semantically


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se·man·tic

 (sĭ-măn′tĭk) also se·man·ti·cal (-tĭ-kəl)
adj.
1. Of or relating to meaning, especially meaning in language.
2. Of, relating to, or according to the science of semantics.

[French sémantique, from Greek sēmantikos, significant, from sēmantos, marked, from sēmainein, sēman-, to signify, from sēma, sign.]

se·man′ti·cal·ly adv.
ThesaurusAntonymsRelated WordsSynonymsLegend:
Adv.1.semantically - with regard to meaning; "semantically empty messages"
Translations
sémantiquement

semantically

[sɪˈmæntɪkəlɪ] ADVsemánticamente

semantically

[sɪˈmæntɪklɪ] advsemanticamente
References in periodicals archive ?
Exchanging clinical data is an enormous challenge both semantically and syntactically.
it should not require so-called "DOORS specialists" and a long learning curve; o support for requirements specification templates and "boilerplate texts"; o support for integrated glossary / glossaries of terms; o support for re-use of previous requirements specifications; o support for semantically precise formulation of requirements that can be quantified in terms of mathematical expressions -- e.
In his longstanding theory of "matrices et etymons," such matrixes are said to be the base ("invariant notionnel") for a whole array of semantically related roots.
The new UK GAAP (FRS 102) is semantically different from the existing UK GAAP.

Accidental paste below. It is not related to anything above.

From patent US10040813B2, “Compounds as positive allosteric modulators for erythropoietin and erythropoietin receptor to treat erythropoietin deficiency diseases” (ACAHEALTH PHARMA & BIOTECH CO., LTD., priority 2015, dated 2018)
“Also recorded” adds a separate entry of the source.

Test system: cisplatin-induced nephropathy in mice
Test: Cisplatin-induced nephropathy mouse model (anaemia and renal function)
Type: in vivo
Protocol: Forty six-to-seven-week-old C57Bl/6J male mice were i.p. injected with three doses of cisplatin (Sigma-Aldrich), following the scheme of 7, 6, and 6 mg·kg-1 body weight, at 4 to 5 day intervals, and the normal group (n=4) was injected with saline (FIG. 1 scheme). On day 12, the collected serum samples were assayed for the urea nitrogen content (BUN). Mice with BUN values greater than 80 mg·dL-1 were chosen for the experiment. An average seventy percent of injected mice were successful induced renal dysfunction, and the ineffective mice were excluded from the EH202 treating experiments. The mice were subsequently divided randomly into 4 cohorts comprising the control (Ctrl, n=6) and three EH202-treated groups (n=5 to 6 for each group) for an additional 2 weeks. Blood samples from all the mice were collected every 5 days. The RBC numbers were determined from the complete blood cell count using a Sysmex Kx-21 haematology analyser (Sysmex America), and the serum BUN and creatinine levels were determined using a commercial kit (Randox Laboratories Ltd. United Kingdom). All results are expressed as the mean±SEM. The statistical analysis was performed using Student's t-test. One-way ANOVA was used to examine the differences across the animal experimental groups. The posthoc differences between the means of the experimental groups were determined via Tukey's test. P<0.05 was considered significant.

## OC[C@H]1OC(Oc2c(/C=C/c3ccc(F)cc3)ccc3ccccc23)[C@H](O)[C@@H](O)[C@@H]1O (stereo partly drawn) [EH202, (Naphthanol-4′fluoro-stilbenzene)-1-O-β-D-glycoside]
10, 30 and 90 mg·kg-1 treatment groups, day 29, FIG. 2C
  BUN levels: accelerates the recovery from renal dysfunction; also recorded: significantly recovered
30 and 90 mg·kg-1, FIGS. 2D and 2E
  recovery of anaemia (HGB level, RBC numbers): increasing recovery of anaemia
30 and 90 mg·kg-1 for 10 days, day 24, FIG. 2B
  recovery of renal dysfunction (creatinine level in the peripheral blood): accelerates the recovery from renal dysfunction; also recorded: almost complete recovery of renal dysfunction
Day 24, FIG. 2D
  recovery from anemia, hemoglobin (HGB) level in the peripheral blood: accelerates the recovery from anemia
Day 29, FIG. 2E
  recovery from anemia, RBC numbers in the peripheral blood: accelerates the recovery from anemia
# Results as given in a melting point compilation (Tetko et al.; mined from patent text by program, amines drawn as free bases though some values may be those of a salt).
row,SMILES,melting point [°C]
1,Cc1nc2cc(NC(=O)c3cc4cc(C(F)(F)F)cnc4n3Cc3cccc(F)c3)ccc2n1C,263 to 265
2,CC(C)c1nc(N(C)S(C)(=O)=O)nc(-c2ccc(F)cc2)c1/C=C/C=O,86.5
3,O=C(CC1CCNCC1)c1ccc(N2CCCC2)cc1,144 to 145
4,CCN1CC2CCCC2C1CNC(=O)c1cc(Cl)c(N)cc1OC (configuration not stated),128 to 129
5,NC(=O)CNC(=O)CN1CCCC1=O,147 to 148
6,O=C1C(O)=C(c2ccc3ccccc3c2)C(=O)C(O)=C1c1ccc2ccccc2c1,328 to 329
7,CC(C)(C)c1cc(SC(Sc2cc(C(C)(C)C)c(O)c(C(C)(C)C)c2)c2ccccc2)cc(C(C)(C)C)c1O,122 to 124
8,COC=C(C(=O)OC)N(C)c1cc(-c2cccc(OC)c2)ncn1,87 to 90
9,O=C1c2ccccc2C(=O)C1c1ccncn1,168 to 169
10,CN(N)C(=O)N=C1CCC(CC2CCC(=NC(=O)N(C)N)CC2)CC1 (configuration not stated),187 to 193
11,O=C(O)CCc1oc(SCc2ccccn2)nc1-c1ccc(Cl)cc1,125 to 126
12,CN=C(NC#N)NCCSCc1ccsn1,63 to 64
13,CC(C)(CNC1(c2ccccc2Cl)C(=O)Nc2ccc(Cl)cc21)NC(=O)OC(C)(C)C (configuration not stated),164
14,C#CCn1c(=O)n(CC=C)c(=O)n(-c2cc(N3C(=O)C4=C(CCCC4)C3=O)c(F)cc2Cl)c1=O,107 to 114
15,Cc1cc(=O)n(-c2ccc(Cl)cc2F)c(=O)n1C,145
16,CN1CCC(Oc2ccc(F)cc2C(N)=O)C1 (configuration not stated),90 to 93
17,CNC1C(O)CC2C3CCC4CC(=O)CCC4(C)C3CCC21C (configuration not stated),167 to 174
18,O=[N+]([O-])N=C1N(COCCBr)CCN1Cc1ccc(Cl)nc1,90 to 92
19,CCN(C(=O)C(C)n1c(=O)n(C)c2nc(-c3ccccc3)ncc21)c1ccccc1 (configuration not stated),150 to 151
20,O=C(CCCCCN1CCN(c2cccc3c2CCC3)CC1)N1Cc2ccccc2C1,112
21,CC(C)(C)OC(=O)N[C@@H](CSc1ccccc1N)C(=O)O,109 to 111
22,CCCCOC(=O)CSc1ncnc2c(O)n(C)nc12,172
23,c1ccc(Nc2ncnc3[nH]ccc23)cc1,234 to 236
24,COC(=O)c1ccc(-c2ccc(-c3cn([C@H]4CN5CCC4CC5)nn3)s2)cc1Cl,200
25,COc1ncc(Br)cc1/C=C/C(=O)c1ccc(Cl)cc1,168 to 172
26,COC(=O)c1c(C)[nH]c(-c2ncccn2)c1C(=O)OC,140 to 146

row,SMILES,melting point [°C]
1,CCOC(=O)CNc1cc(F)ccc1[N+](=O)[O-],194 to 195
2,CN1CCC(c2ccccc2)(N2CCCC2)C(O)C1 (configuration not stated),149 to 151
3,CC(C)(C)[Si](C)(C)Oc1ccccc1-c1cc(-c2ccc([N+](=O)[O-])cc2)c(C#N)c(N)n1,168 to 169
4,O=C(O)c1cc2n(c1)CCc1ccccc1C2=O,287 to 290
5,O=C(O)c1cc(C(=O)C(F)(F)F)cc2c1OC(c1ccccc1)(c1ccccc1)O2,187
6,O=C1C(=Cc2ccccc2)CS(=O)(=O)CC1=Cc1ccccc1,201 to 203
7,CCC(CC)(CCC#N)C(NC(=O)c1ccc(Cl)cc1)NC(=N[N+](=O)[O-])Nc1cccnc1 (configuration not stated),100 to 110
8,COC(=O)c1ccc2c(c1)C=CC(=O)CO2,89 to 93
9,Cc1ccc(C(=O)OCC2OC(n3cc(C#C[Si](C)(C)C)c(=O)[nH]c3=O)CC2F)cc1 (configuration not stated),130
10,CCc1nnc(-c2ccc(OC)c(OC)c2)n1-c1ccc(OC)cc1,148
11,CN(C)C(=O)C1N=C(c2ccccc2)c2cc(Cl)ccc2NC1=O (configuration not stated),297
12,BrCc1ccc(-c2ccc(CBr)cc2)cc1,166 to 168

The REST interface is extensible by Javascript code, thus providing lean, semantically speaking APIs for applications.
His sources are from standard language, rather than any dialect, and cover a variety of registers and media to allow for pragmatic variation in using the various semantically equivalent prescribed and non-prescribed constructions.
According to the authors, this study demonstrates the vision that speech and body language are two elements required for studying human communication, as there are more and more indications that both modes are developed at the same time and that they are closely coordinated, both semantically and temporarily.
The findings support the idea that when the task and the sound are processed semantically, there is a cost to reading comprehension.
Almost twenty-five years later, Xu has reverse tacked semantically with a graphic novel composed of emoticons, numerals, corporate logos, standardized signs, mathematical operators, and cartoon stick figures.
This paper concludes that there is only one promising strategy for semantically laden theorists: identify special computational systems that help generate their own semantic properties.
And so they could create a language, enabling the composer to piece together a semantically unambiguous story.
But that didn't stop these three from semantically suggesting that the "biggest," "the number one tire maker," or whatever advertising tag chosen by the marketing department somehow equated to quality and therefore the best.

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